One is a play about the lives of two classical composers, Wolfgang Amadeus Mozart and Antonio Salieri. The other concerns an aging scholar trying to solve a mystery about Beethoven. The works were conceived nearly 30 years apart. So why can’t writer-director Moisés Kaufman’s 33 Variations avoid comparisons to Peter Shaffer’s Amadeus? Because it seems like many critics would have preferred to be watching the latter at the opening night for the former. After the jump, a handful of reviews that suggest that even bringing Fonda back to Broadway after a 46 year absence can’t help Kaufman’s new work — his debut as a Broadway playwright — hit the right notes.
“Mr. Kaufman evidently hoped to create a sort of cultural-metaphysical detective story, somewhere between the biographical psychodrama of Peter Shaffer’s ‘Amadeus’ and the time-traveling, serious playfulness of Tom Stoppard’s ‘Arcadia.’ But here Mr. Kaufman lacks the brazen theatrical flair of Mr. Shaffer and the cerebral deftness of Mr. Stoppard, offering instead much canned sentimental dialogue about self-knowledge and self-acceptance.” [NYT]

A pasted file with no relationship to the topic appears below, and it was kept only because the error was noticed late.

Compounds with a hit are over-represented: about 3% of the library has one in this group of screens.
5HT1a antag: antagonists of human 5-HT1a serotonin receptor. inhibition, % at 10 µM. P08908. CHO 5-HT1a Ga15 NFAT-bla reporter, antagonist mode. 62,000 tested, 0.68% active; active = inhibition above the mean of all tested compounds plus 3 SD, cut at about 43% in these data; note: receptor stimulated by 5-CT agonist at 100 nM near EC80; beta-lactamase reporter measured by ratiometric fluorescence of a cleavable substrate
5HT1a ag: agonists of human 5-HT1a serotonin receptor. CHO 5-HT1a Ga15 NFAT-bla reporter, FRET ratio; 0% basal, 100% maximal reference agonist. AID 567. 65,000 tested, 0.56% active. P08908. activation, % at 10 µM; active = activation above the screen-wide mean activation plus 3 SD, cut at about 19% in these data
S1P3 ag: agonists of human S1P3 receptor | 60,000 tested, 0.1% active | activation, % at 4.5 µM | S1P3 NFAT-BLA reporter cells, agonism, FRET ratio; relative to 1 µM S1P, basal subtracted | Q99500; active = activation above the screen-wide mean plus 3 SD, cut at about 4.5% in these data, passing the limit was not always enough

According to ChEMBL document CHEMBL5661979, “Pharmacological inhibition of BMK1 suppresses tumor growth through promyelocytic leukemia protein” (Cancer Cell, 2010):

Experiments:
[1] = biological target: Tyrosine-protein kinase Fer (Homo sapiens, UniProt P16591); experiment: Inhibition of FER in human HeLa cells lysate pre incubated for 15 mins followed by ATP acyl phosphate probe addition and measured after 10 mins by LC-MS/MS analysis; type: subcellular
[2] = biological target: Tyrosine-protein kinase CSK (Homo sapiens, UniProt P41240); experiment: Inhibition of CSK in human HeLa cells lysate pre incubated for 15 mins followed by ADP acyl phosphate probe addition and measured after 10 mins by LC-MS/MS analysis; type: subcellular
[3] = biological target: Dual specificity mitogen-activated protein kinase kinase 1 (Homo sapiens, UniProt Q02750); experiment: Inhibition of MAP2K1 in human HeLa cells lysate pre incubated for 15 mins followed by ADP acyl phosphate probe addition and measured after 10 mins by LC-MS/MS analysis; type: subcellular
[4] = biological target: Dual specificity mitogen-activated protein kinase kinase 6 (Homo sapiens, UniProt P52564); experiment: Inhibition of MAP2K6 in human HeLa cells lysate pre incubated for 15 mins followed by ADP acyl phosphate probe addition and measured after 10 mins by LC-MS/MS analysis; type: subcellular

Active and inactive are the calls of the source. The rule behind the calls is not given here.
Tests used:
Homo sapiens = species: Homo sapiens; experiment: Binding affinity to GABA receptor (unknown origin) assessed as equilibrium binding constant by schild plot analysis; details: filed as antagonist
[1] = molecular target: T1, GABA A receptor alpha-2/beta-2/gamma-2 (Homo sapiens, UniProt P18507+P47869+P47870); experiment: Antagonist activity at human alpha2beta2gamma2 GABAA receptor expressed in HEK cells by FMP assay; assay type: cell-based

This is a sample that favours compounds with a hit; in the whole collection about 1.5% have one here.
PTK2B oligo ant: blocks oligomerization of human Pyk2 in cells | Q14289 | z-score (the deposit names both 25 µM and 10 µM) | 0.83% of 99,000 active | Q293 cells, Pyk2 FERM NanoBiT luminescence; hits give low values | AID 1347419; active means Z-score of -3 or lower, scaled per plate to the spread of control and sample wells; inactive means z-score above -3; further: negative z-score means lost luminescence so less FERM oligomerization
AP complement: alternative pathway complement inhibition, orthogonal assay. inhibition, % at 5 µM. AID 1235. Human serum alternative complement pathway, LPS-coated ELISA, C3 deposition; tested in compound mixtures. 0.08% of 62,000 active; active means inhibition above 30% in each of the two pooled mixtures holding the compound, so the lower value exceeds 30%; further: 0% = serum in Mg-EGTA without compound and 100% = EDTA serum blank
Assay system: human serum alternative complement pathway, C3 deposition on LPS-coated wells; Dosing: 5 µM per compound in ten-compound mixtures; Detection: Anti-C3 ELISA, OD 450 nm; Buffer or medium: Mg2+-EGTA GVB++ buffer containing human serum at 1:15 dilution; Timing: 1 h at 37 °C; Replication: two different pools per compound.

“The result is a strained, pseudo-serious, intellectually scattershot project that makes us appreciate all the pitfalls that ‘Wit’ (about a dying scholar with intimacy issues) and ‘Amadeus’ (about Mozart’s creative process) managed to avoid.” [Newsday]
“Too bad this handsomely designed but unconvincing drama isn’t as big an event as Fonda’s return. Writer-director Moises Kaufman (‘Gross Indecency,’ ‘The Laramie Project’) is known for visually inventive works that blend fact and fiction. He delivers both in this play, seen earlier in Los Angeles and Washington, D.C. But what begins as an exciting journey of discovery, with hints of ‘Amadeus,’ sinks into a conventional Lifetime momand-daughter reconciliation.” [Daily News]
“Ending in a laughable pseudo-epiphany, ’33 Variations’ is really a charade in three parts: one part ‘Amadeus,’ one part Cliffs Notes, and one part ‘Lifetime Movie of the Week.'” [Bloomberg]
And one that invokes the play, but implies that 33 Variations is as good, just different:
“Kaufman, writing and directing, makes ’33 Variations’ a very modern piece of theater, a leap forward out of the standard Broadway drama. Little moments — characters speaking in unison, singing or dancing — make this more than just a different take on ‘Amadeus.'” [FOXNews]
Check out an interesting interview with Kaufman over on Gothamist where the word “Amadeus” isn’t mentioned once.